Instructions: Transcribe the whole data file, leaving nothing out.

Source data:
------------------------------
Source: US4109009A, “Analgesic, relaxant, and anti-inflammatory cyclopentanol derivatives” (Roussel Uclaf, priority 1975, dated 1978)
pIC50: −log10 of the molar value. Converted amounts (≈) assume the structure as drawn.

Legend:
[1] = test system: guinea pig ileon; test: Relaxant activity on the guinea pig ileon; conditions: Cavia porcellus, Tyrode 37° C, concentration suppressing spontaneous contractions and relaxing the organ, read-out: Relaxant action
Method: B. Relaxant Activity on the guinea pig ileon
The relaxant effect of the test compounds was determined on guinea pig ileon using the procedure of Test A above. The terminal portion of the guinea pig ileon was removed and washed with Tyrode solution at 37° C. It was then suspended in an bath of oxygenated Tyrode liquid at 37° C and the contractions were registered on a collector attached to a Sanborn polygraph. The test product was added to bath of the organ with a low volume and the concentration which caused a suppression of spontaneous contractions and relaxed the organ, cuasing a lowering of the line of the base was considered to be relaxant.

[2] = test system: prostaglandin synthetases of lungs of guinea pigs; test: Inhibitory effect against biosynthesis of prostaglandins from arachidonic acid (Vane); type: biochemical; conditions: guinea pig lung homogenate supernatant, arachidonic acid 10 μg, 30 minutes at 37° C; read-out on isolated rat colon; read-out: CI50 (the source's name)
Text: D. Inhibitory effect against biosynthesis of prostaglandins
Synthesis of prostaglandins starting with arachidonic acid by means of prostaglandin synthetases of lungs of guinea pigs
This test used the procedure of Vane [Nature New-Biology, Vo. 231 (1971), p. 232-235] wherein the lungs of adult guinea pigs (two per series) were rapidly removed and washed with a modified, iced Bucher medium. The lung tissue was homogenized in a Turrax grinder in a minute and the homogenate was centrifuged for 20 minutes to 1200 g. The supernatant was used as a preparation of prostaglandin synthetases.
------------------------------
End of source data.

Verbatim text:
Source: US4109009A, “Analgesic, relaxant, and anti-inflammatory cyclopentanol derivatives” (Roussel Uclaf, priority 1975, dated 1978)
pIC50: −log10 of the molar value. Converted amounts (≈) assume the structure as drawn.

Legend:
[1] = test system: guinea pig ileon; test: Relaxant activity on the guinea pig ileon; conditions: Cavia porcellus, Tyrode 37° C, concentration suppressing spontaneous contractions and relaxing the organ, read-out: Relaxant action
Method: B. Relaxant Activity on the guinea pig ileon
The relaxant effect of the test compounds was determined on guinea pig ileon using the procedure of Test A above. The terminal portion of the guinea pig ileon was removed and washed with Tyrode solution at 37° C. It was then suspended in an bath of oxygenated Tyrode liquid at 37° C and the contractions were registered on a collector attached to a Sanborn polygraph. The test product was added to bath of the organ with a low volume and the concentration which caused a suppression of spontaneous contractions and relaxed the organ, cuasing a lowering of the line of the base was considered to be relaxant.

[2] = test system: prostaglandin synthetases of lungs of guinea pigs; test: Inhibitory effect against biosynthesis of prostaglandins from arachidonic acid (Vane); type: biochemical; conditions: guinea pig lung homogenate supernatant, arachidonic acid 10 μg, 30 minutes at 37° C; read-out on isolated rat colon; read-out: CI50 (the source's name)
Text: D. Inhibitory effect against biosynthesis of prostaglandins
Synthesis of prostaglandins starting with arachidonic acid by means of prostaglandin synthetases of lungs of guinea pigs
This test used the procedure of Vane [Nature New-Biology, Vo. 231 (1971), p. 232-235] wherein the lungs of adult guinea pigs (two per series) were rapidly removed and washed with a modified, iced Bucher medium. The lung tissue was homogenized in a Turrax grinder in a minute and the homogenate was centrifuged for 20 minutes to 1200 g. The supernatant was used as a preparation of prostaglandin synthetases.